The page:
Pushing the beaters into my mixer was guaranteed to bring at least one small person into the kitchen. A little like how the cat responded to the electric can opener.
No, exactly like the cat’s response.
So my four-year-old son appeared at my elbow right after I clicked in the beaters.
Impressive. The process to make sugar cookies cut into shapes with cookie cutters took longer. But I would teach him.
We mixed our cookie dough. “Now, we start with a ball, like this.” I scooped a handful of dough from the bowl and rolled it in my palms.
He watched intently, his nose drawing closer and closer to my hands. Yes, he was being a good student.
“Then I put the ball on the counter.” I set it lightly on the flour I had sprinkled out. “And then we use a rolling pin to flatten the dough.”
His eyes were glued to the dough. I rolled out the mixture into a smooth thin pancake and let him press the cookie cutters into it.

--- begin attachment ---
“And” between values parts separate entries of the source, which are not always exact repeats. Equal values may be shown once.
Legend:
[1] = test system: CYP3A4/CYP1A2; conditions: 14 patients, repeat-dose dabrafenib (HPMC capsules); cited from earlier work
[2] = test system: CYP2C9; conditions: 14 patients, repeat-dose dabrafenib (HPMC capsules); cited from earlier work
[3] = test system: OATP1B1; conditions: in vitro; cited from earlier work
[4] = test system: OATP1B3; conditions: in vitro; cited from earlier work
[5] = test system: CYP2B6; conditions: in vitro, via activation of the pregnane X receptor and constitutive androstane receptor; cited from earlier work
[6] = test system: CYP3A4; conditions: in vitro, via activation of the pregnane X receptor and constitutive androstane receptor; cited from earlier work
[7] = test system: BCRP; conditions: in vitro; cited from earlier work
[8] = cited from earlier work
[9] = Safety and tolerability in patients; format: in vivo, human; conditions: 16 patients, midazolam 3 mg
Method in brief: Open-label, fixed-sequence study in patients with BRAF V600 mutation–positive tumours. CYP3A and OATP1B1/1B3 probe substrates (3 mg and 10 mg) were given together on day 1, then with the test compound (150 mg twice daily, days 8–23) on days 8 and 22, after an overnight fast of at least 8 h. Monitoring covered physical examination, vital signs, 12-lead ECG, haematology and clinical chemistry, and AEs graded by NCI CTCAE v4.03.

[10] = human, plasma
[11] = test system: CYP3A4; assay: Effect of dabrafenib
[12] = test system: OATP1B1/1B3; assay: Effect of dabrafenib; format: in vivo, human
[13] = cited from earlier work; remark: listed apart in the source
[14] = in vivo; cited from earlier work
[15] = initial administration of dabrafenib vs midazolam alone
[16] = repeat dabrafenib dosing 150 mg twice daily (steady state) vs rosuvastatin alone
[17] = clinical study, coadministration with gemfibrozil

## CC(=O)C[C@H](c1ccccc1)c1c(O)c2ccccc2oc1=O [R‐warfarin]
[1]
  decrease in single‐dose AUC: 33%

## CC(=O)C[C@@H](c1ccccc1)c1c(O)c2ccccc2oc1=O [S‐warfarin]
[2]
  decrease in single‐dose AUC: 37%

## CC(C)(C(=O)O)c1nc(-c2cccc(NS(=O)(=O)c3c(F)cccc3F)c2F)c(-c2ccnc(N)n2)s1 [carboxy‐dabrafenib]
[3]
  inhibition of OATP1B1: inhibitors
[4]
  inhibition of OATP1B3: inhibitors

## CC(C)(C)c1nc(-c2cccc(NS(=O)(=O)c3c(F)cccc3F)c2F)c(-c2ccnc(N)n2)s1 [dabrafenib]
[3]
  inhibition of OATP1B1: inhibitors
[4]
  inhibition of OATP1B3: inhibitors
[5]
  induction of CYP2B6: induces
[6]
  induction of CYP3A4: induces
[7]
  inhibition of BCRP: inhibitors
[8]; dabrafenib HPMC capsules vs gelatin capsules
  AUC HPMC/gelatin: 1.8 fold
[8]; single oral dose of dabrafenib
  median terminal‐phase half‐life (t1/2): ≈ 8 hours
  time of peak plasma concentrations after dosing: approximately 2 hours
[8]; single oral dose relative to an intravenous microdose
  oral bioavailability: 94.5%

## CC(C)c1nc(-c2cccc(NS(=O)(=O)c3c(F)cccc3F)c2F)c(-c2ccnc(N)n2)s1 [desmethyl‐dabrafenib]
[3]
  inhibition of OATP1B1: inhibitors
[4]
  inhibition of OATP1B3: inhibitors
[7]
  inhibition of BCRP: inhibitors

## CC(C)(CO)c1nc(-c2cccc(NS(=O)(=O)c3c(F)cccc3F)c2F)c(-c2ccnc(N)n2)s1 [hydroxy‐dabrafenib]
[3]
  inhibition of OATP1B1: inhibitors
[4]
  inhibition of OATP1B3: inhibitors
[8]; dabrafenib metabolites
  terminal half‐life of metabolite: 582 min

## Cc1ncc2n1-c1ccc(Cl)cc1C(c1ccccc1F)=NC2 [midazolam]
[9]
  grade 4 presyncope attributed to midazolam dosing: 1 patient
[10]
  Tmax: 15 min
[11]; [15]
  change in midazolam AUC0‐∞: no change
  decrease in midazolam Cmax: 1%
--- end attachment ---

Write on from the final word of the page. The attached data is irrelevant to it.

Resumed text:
He selected a star. “That one looks like an explosion.”
What a creative idea for a cute little guy.
“I’ll do it this time,” he told me after the first batch was transferred to cookie sheets.
Maybe I was training a future chef. He took initiative and had obviously absorbed my careful directions.
He grabbed a handful of dough from the bowl and squeezed it hard.
“Well, you might not—“
Too late. He slapped the crushed dough onto the counter and began pounding it with the side of his fist until the mixture surrendered into an uneven flat lump.
For me, baking cookies is about the aroma and flavor.
For my would-be little chef, apparently it was more about hand-to-hand combat.